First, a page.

Eternally curious, with an openly dark side that seems to elude even my closest friends, I often seek out morbid news stories. You know, the ones about murder and mayhem. I just can’t help myself! It never ceases to amaze me how depraved, diabolical, and defective we humans are. Children killing parents, husbands killing wives and strangers killing each other. Clearly, Investigation Discovery (ID) will never run out of story lines so long as there are humans on earth with wickedness in their hearts.
Perhaps in another life, I was a forensic psychiatrist, keen on getting inside the heads of evil doers to find out why they’re driven to destroy. Short of that, I’m simply an inquisitive person, always questioning, eager for knowledge.
Perhaps, too, for that reason, I was inspired to write what is now a series of four novels with vigilante Lisa Benton as the protagonist. Lisa is not your run-of-the-mill vigilante. She takes justice a step further by swiftly eliminating predators from society. Targeting mostly two groups of predators — those who, for no good reason, have been recently released from prison as well as those who, for no good reason, continue to roam freely in society having eluded the law — Lisa snares her prey easily and effectively and then is on to the next.
In Lisa’s mind, justice for victims of sexual assault rarely occurs. It is inconsistent at best and elusive for many. Justice, she believes, also has been weirdly applied so that many of those worst offenders get only slaps on the wrists instead of real, punitive sentences.
Prowling for Predators
Just this past weekend, I read several news stories that parallel and reinforce Lisa’s perspective on injustice for victims of sexual predators. In separate, recent stories, three men in different parts of the country set up stings to capture child predators seeking to meet underaged teens for sex. All three “vigilantes” baited the men online, posing as teenaged girls. When the predators showed up to meet the “girls,” they were instead confronted by the vigilante men who threatened to turn them over to local authorities.
These “stings,” of course, reminded me of Chris Hansen’s show in the mid-2000s on Dateline NBC, To Catch a Predator, though Hansen was working in conjunction with law enforcement. These three men were doing it Lisa style; without the blessings of local police.
Still, after all of these vigilante stings, most of the predators hadn’t (yet) been prosecuted and some even sued the vigilantes for posting their images online! The unmitigated gall of these predators! (I did read about only one man who was successfully prosecuted, receiving a five-year sentence.)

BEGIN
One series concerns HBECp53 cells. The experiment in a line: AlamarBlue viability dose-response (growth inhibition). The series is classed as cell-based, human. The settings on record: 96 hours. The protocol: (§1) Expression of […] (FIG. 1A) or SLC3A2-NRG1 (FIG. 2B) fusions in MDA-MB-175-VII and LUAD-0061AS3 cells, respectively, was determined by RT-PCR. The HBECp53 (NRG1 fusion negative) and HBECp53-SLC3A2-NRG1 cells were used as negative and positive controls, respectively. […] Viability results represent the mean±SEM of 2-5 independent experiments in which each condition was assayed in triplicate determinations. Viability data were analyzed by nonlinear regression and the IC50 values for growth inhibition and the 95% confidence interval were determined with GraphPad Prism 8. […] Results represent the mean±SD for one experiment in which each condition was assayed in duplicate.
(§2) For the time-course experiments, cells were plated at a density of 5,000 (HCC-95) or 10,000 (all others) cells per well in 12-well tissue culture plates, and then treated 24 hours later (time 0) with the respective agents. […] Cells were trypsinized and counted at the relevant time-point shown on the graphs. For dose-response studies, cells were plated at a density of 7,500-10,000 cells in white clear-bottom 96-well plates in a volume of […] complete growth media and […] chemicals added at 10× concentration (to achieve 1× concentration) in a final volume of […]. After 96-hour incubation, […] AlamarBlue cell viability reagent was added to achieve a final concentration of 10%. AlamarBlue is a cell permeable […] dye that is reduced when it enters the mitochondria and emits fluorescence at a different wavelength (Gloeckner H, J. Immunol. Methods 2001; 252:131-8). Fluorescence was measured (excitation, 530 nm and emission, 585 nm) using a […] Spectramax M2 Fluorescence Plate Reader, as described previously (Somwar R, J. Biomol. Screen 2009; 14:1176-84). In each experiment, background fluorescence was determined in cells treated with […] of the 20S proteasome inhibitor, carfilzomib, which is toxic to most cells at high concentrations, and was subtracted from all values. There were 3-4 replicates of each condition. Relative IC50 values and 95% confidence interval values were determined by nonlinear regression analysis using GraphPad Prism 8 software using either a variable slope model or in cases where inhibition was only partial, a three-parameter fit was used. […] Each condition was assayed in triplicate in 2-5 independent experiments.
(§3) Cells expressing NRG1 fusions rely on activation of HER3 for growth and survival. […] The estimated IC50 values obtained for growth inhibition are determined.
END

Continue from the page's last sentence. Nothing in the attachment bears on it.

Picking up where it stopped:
One law enforcement official who was interviewed, decried these encounters, saying, “(The vigilantes) don’t know the rule of law, don’t know the rule of evidence, they don’t know what a prosecutor needs.”
Well, that may be true, but who needs a prosecutor when you have Lisa Benton? In fact, I’m sure Lisa would applaud their efforts as a big step in the right direction to achieving her unique form of “cosmic justice.”
Cruel Twist of Fate
The strangest and most heart-rending story I read concerned a woman in Oklahoma who had just been released from prison after spending 15 years for not reporting child abuse perpetrated by her then boyfriend. Originally sentenced to 30 years — which was commuted by half by the state’s governor — the woman’s punishment was far more severe than the actual perpetrator of the abuse, the boyfriend, who was ultimately given probation.
Why the abuser had been treated much more leniently, one will never know. Perhaps spending two lousy years in county jail convinced him to finally plead guilty to two counts of abuse. Maybe that was all the judge needed to hear to have him immediately released from custody. Yay justice!
Enabling child abuse is never, ever OK. But 30 years compared to probation for the actual abuser? I’m sure Lisa would have had a better solution. I’m convinced Lisa would have taken care of business as only she can.
Stay tuned for more…Stay vigilant!
Rochelle Kaplan of San Clemente, Calif., is the author of several published novels, including No Man’s Land, Guilty as Sin, and the Lisa Benson trilogy. Focused and motivated, she writes consistently every day and has two more novels underway.